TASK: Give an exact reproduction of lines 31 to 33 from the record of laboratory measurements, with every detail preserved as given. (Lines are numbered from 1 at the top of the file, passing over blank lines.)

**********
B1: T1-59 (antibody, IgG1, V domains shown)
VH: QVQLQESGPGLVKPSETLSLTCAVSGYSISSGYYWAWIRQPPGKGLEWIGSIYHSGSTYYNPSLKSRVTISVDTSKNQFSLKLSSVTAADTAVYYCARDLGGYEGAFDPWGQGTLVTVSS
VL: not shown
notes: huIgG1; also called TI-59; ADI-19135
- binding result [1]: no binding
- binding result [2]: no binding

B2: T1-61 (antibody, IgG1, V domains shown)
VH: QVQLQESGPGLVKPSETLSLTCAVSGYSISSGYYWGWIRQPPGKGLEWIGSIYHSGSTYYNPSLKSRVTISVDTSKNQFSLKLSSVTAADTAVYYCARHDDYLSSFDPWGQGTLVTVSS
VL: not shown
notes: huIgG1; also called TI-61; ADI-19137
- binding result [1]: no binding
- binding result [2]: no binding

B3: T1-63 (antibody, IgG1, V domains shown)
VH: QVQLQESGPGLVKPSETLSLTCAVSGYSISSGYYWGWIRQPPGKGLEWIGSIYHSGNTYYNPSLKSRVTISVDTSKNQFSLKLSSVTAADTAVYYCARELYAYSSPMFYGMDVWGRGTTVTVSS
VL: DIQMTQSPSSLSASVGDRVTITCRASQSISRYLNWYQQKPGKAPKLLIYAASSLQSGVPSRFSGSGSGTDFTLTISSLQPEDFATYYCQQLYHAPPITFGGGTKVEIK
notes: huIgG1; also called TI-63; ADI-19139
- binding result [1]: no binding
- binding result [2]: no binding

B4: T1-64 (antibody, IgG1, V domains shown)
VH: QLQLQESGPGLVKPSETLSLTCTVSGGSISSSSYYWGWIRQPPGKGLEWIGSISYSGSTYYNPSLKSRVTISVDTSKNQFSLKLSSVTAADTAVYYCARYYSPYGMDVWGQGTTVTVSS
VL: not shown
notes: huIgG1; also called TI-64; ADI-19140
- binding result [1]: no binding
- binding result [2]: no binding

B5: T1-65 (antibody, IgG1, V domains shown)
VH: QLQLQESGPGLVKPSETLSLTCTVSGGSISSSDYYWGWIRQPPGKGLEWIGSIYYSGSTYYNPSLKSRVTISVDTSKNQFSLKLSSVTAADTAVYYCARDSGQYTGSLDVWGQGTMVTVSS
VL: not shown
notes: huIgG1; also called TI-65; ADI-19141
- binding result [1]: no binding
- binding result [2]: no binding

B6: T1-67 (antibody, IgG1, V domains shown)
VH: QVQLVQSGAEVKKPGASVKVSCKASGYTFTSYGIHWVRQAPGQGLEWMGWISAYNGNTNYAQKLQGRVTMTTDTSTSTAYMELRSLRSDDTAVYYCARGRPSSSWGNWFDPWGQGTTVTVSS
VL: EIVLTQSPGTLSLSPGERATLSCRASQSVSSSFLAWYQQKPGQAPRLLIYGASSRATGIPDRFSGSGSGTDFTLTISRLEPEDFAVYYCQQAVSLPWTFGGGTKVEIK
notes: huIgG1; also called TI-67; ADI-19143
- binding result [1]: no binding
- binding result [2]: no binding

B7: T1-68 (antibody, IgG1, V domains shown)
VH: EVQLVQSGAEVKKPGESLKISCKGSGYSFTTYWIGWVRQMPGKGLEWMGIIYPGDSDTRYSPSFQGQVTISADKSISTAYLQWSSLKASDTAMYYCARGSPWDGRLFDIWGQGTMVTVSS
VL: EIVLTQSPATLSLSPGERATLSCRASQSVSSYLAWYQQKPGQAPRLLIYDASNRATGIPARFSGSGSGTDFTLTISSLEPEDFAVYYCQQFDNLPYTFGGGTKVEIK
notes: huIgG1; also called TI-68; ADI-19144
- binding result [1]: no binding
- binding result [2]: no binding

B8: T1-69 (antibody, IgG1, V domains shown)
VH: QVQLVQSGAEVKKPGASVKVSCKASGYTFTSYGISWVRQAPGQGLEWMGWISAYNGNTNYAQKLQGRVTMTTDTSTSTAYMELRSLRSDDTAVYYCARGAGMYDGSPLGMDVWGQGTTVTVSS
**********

B6: T1-67 (antibody, IgG1, V domains shown)
VH: QVQLVQSGAEVKKPGASVKVSCKASGYTFTSYGIHWVRQAPGQGLEWMGWISAYNGNTNYAQKLQGRVTMTTDTSTSTAYMELRSLRSDDTAVYYCARGRPSSSWGNWFDPWGQGTTVTVSS
VL: EIVLTQSPGTLSLSPGERATLSCRASQSVSSSFLAWYQQKPGQAPRLLIYGASSRATGIPDRFSGSGSGTDFTLTISRLEPEDFAVYYCQQAVSLPWTFGGGTKVEIK